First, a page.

“The team at Ravendesk have delved into the novels with great creative passion and expertise. They've explored every aspect in fine detail, staying 100% true to the spirit of the imagined world, whilst at the same time allowing the characters and locations to really live off the page. I'm happy to be contributing short stories and other material to the gaming books. In all honesty, I think these guys know more about my novels than I do!” said Jeff Noon.








    Vurt: The Tabletop Roleplaying Game is available in stores from Monday 16th October 2017.
    Comments 9 Comments
    1. Ravendesk_Lee's Avatar
      Ravendesk_Lee -
      Howdy all,

      Lee from Ravendesk Games here. If you have any questions about Vurt the RPG, I'd be delighted to answer them. Feel free!

      Lee
    1. TailleferTheWise's Avatar
      TailleferTheWise -
      I remember reading Vurt years ago as a teenager in the early 90's (the simplistic orange and blue cover featuring the feathers is still very striking in my mind) and loving it. More recently, I've wanted to dive back in and read the other books. Holding adventures in this world would be pretty damn cool, IMO, I might have to pick this up.
    1. Yaarel -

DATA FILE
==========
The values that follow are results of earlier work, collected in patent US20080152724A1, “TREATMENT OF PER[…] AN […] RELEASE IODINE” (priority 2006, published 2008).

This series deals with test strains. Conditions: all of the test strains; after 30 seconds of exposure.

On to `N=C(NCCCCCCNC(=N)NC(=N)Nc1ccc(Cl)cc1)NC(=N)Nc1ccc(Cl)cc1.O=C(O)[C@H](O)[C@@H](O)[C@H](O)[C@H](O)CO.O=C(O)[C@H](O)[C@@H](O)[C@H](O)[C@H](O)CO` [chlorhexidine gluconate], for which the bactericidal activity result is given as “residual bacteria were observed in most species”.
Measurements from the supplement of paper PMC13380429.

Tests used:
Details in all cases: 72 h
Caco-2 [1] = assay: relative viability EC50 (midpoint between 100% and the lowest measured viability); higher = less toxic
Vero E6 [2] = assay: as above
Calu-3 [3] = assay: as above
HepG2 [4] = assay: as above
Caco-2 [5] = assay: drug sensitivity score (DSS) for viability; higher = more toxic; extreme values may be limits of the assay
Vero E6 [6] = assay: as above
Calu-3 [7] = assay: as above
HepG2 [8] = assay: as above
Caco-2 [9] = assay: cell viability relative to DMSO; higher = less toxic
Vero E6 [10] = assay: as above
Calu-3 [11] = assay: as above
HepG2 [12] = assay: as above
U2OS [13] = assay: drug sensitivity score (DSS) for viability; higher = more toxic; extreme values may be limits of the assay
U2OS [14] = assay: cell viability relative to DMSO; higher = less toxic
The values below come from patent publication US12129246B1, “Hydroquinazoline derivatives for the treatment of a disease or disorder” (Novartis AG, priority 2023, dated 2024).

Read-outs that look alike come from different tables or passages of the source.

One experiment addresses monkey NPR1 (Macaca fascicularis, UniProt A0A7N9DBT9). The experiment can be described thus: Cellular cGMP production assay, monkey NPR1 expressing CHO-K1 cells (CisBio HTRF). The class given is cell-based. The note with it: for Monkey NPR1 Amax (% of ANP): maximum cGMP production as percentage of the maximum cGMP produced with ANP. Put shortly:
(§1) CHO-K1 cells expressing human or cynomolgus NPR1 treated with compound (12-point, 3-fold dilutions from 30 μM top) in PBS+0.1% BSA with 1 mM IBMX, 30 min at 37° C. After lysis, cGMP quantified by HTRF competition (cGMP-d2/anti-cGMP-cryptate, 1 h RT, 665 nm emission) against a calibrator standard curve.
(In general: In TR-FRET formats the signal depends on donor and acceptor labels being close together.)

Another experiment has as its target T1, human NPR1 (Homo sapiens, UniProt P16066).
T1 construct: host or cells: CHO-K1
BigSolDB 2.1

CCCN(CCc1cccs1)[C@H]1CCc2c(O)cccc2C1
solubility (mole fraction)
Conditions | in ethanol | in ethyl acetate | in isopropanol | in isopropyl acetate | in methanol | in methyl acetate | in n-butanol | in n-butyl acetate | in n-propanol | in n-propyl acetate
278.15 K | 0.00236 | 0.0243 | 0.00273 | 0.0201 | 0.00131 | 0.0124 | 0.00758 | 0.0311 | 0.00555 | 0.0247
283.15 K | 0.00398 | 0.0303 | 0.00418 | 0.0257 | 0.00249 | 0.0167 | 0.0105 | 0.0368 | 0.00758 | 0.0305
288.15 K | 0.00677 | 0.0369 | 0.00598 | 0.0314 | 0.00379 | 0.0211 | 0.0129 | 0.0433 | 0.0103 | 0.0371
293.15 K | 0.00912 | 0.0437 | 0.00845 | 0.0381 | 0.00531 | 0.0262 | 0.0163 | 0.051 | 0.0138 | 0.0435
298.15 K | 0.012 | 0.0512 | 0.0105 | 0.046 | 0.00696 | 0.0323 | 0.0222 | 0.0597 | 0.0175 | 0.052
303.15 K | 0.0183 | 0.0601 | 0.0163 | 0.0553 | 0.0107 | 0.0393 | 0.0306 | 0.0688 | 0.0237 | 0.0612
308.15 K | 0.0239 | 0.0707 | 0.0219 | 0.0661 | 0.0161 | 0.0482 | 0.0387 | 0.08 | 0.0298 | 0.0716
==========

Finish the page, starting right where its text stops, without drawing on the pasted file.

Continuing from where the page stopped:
This setting looks awesome. It is want I want for a D&D near future setting. Note, Noon tends to be grim-dark dystopian.

      For my campaign, I want a more ‘points of light’ setting with more idealism, where technotopian communities flourish here and there, who are trying to make the world a better place, in divergent ways, with some success. These technotopian oases have limited resources and must cope with, and sometimes fend against, the aggressive populations of the dystopian wildernesses. But the technotopians are trying and reach out when they can. Within these oases, the enlightened civilization often resembles that of Star Trek, rational, compassionate, freedom loving, and well organized.
    1. Yaarel -
      Is there anywhere I can read critiques about the mechanics of the Cyber system. I am interested. I am looking for systems that are robustly balanced, while also versatile.
    1. TheFool1972's Avatar
      TheFool1972 -
      So, how did you link cipher, which are heavily tied onto cipher items, into the cyberpunk genre?
    1. Yaarel -
      The fun thing about the Near Future setting is, you can have Elf races too.

      They are simply engineered species that evolved artificially as products of special communities, such as D&D enthusiast association, or academic folklorists.
    1. Ravendesk_Lee's Avatar
      Ravendesk_Lee -
      TheFool1972: The disposable item (cypher) mechanic actually works brilliantly for a cyberpunk setting. The reason being that cyberpunk is, in part, a disposable future, where technology is cheap and streets are littered with discarded junk. The Vurt setting is a bit more unique and strange, so the cyphers include mathemagical items that work kind of like magic in other games, lots of drug cyphers and then cheaply made, disposable tech.